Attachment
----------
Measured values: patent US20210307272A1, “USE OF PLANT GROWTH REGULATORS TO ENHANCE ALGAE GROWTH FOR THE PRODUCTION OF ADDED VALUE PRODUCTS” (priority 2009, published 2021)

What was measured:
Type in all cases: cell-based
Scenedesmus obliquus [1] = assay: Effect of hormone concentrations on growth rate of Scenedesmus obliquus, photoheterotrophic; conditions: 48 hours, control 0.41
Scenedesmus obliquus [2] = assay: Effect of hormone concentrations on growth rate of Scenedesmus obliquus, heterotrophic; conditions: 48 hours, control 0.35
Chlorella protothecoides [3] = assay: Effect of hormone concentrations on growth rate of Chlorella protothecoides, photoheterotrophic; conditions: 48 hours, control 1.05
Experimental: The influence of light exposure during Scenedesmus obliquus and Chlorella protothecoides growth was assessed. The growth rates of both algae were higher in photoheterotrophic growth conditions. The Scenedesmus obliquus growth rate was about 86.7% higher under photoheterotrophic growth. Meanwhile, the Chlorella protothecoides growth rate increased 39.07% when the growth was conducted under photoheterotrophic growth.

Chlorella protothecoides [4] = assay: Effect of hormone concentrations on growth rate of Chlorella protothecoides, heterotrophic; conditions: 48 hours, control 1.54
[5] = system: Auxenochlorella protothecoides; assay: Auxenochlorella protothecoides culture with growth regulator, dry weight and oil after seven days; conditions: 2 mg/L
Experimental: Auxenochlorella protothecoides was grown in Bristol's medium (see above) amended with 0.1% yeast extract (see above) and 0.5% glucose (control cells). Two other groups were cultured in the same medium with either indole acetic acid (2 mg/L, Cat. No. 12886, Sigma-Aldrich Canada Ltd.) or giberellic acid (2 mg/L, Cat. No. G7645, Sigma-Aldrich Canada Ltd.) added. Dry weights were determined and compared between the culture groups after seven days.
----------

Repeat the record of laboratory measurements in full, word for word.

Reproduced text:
Measured values: patent US20210307272A1, “USE OF PLANT GROWTH REGULATORS TO ENHANCE ALGAE GROWTH FOR THE PRODUCTION OF ADDED VALUE PRODUCTS” (priority 2009, published 2021)

What was measured:
Type in all cases: cell-based
Scenedesmus obliquus [1] = assay: Effect of hormone concentrations on growth rate of Scenedesmus obliquus, photoheterotrophic; conditions: 48 hours, control 0.41
Scenedesmus obliquus [2] = assay: Effect of hormone concentrations on growth rate of Scenedesmus obliquus, heterotrophic; conditions: 48 hours, control 0.35
Chlorella protothecoides [3] = assay: Effect of hormone concentrations on growth rate of Chlorella protothecoides, photoheterotrophic; conditions: 48 hours, control 1.05
Experimental: The influence of light exposure during Scenedesmus obliquus and Chlorella protothecoides growth was assessed. The growth rates of both algae were higher in photoheterotrophic growth conditions. The Scenedesmus obliquus growth rate was about 86.7% higher under photoheterotrophic growth. Meanwhile, the Chlorella protothecoides growth rate increased 39.07% when the growth was conducted under photoheterotrophic growth.

Chlorella protothecoides [4] = assay: Effect of hormone concentrations on growth rate of Chlorella protothecoides, heterotrophic; conditions: 48 hours, control 1.54
[5] = system: Auxenochlorella protothecoides; assay: Auxenochlorella protothecoides culture with growth regulator, dry weight and oil after seven days; conditions: 2 mg/L
Experimental: Auxenochlorella protothecoides was grown in Bristol's medium (see above) amended with 0.1% yeast extract (see above) and 0.5% glucose (control cells). Two other groups were cultured in the same medium with either indole acetic acid (2 mg/L, Cat. No. 12886, Sigma-Aldrich Canada Ltd.) or giberellic acid (2 mg/L, Cat. No. G7645, Sigma-Aldrich Canada Ltd.) added. Dry weights were determined and compared between the culture groups after seven days.